This alone should have been enough to complicate its mission “to hold the most powerful governmental and corporate factions accountable.”
Its first hires were Glenn Greenwald, Jeremy Scahill, and Laura Poitras – all of whom were involved in publishing the Snowden revelations, as well as other leaks. Greenwald and Poitras were the only journalists with the full Snowden cache and those secrets now belong to a single billionaire running a for-profit media company.
Omidyar’s connections to the U.S. political establishment are numerous and concerning. One of his foundation’s microcredit projects to “help” farmers in India led to an epidemic of farmer suicides that gained international headlines, as farmers became unable to pay the foundation back. His network has also funded regime change operations with USAID, most recently in Ukraine. In addition, Omidyar was well-connected to the Obama White House, which stood to lose the most from the mass publication of the Snowden cache. One of Omidyar’s main companies, PayPal, is said to be implicated in some of the NSA documents that have still been withheld.
Omidyar’s influence on The Intercept has also been established. Former Intercept writer Ken Silverstein wrote that, at the paper, “a cult of personality existed around him [Omidyar] internally that disrupted the whole organization” and that “the company’s culture centered on Omidyar.”
This background makes it less surprising that The Intercept has been caught publishing partisan stories that back U.S. establishment objectives, such as articles supporting U.S.-led regime change efforts in Syria and the very piece that outed Winner.
Outing a source only to perpetuate the “Russian hacker” narrative
The Intercept piece at the center of the controversy is particularly troubling. Titled “Top-Secret NSA Report Details Russian Hacking Effort Days Before 2016 Election,” it asserts that “Russian military intelligence executed a cyberattack on at least one U.S. voting software supplier and sent spear-phishing emails to more than 100 local election officials just days before last November’s presidential election, according to a highly classified intelligence report obtained by The Intercept.”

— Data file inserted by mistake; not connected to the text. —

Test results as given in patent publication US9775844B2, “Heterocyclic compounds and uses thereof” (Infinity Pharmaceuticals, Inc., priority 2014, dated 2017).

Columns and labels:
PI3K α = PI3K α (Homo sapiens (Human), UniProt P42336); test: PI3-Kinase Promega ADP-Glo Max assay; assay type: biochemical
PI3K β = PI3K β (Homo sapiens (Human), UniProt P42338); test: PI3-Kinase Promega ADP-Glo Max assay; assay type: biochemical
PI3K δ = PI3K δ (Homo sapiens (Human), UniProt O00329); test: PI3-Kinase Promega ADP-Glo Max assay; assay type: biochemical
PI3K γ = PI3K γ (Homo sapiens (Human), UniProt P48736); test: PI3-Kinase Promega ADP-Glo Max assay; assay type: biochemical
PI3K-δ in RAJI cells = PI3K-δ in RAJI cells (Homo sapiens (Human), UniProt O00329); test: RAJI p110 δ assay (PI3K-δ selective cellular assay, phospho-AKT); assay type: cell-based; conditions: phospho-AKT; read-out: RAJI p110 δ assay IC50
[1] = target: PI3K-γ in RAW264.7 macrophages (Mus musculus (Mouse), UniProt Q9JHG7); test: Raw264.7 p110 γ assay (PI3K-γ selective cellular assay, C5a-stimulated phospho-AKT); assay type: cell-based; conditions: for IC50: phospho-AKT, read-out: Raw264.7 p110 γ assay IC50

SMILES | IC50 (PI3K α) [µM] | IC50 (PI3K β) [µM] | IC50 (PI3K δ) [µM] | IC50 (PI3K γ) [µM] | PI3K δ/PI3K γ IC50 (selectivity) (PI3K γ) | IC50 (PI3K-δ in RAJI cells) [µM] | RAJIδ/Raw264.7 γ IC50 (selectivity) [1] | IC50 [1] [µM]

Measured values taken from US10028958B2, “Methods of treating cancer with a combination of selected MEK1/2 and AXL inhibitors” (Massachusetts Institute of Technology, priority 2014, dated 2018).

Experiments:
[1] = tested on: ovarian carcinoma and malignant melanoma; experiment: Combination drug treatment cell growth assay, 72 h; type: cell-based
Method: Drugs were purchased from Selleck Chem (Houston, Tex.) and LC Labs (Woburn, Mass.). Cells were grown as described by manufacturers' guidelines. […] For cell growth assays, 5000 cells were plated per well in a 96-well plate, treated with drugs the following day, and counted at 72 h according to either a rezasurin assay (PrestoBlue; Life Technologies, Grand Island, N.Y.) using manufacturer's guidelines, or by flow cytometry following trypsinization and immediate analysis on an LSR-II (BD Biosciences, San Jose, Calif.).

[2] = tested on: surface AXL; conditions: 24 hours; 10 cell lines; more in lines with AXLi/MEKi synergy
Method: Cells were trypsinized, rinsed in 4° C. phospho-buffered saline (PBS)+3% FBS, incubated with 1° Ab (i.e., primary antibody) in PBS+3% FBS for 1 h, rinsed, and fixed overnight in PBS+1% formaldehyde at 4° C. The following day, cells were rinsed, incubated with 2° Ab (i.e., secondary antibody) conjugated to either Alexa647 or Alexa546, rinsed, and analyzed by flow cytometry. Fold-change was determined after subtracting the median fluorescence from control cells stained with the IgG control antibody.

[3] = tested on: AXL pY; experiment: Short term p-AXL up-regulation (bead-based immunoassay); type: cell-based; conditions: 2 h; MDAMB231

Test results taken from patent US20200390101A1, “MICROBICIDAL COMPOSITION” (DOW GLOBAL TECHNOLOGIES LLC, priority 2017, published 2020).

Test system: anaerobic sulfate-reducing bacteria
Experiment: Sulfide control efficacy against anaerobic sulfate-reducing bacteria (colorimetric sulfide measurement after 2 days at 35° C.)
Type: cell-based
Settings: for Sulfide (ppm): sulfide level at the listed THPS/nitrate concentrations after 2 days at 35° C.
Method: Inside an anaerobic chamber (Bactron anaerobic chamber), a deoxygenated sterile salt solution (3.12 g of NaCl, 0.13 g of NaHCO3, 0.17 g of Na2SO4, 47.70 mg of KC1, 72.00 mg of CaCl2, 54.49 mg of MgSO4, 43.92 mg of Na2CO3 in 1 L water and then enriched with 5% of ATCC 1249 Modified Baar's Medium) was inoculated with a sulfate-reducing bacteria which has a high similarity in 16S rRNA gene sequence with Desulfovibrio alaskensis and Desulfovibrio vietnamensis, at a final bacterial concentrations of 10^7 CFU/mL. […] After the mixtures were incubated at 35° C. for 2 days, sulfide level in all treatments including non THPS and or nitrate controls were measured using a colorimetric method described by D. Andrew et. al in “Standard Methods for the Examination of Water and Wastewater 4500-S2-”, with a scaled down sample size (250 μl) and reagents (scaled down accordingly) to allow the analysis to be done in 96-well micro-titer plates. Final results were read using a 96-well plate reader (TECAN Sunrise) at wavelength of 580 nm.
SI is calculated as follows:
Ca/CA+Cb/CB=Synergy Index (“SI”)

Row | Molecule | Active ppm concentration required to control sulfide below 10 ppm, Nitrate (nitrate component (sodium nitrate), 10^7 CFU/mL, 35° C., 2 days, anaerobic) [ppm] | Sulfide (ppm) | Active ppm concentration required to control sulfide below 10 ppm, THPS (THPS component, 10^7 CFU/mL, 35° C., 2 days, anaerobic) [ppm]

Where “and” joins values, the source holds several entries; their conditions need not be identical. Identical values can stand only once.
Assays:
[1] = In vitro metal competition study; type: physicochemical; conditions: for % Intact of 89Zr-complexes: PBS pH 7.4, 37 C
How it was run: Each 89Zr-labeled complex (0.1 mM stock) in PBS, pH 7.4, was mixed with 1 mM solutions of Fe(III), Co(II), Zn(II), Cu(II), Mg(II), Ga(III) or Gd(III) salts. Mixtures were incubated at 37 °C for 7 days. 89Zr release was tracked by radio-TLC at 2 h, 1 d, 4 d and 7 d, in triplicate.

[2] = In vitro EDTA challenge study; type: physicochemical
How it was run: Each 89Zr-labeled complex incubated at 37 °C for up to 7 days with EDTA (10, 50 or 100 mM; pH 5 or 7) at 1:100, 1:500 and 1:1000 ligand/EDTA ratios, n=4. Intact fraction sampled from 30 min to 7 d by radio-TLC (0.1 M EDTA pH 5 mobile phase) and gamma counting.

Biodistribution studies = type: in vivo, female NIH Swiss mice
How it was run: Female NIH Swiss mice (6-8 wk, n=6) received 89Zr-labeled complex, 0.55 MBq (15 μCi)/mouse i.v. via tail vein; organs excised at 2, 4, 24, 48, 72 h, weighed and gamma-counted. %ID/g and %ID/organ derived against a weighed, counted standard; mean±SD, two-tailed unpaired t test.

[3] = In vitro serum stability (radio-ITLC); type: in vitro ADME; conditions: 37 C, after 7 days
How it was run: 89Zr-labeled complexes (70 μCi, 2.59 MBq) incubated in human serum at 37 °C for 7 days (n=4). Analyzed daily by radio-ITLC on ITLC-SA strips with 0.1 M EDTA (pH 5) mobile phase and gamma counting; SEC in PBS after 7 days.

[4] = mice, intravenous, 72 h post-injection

However, the NSA report that The Intercept published in tandem with the article provides no evidence for that claim, as it does not even mention of a cyberattack by “cyber espionage operations,” indicating that no one was attacked and only that information was collected. It also presents no proof that any accounts were compromised, nor were the U.S. elections. Even worse is that the document itself states that techniques were used by this cyber espionage actor that distinguish it from known Russian military intelligence operations, meaning the act in question may not have been carried out by Russian intelligence.
In addition, the piece quotes cyber security expert Bruce Schneier. However, Schneier is a well-known Clinton supporter and argued that Russia hacked the Democrats as far back as last July, a claim for which there is still no evidence. The Intercept piece fails to mention this aspect of Schneier’s background.
Essentially, The Intercept piece – which could lead to hard prison time for one very unfortunate whistleblower – does not accurately interpret the classified information at its core and instead seeks to propagate the “Russian hacker” narrative still being peddled by the parts of the U.S. establishment that are still bitter over Hillary Clinton’s loss. Given Omidyar’s cozy ties with the Obama White House and the left-leaning slant of The Intercept’s current editor Betsy Reed, this could be more than coincidence.
While The Intercept is now making headlines for outing a source, the bigger message is that the paper has revealed itself as being part of the system of establishment journalism it purports to stand against.